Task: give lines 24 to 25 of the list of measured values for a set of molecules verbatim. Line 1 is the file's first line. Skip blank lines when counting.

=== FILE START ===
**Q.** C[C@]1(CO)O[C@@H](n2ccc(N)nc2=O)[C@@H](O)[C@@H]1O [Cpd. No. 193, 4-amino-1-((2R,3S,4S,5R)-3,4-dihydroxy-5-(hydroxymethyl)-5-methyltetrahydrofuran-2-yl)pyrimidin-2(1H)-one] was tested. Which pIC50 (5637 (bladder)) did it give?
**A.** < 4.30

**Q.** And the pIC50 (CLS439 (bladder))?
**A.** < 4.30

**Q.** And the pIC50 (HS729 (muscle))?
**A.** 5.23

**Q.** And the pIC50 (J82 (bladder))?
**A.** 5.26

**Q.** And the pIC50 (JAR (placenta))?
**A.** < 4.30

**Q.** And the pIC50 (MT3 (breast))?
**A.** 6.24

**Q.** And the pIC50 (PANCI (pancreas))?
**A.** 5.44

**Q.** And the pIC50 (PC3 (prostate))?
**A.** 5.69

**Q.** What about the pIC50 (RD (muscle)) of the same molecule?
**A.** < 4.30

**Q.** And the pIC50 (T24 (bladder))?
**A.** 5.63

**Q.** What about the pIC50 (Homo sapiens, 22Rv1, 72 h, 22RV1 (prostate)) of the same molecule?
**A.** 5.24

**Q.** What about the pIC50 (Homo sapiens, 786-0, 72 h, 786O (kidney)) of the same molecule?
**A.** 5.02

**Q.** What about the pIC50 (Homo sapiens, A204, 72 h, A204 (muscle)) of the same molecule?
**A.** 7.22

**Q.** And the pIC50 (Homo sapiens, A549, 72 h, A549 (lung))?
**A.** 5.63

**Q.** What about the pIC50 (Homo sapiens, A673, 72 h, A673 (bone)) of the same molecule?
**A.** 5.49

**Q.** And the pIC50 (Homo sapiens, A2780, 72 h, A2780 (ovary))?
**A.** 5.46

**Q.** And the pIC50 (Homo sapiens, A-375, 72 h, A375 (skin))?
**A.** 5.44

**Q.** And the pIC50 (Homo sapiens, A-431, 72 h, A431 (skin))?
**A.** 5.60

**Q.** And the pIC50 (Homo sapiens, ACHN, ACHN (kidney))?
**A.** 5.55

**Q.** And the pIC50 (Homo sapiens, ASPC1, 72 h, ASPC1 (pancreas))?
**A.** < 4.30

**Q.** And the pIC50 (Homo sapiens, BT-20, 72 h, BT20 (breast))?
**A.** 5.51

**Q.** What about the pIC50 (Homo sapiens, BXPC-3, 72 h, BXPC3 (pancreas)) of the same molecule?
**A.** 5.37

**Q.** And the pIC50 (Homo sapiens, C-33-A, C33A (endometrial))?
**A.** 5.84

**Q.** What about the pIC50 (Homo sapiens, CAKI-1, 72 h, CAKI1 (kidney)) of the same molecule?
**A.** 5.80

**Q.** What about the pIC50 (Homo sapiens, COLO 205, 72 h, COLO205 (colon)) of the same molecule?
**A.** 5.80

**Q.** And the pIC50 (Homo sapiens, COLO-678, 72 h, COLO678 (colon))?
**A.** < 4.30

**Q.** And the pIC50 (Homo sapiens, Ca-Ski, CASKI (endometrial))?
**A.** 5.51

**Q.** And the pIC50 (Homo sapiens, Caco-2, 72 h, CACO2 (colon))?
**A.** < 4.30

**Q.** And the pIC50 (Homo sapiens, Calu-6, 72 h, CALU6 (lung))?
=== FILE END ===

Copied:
**A.** 5.02

**Q.** What about the pIC50 (Homo sapiens, A204, 72 h, A204 (muscle)) of the same molecule?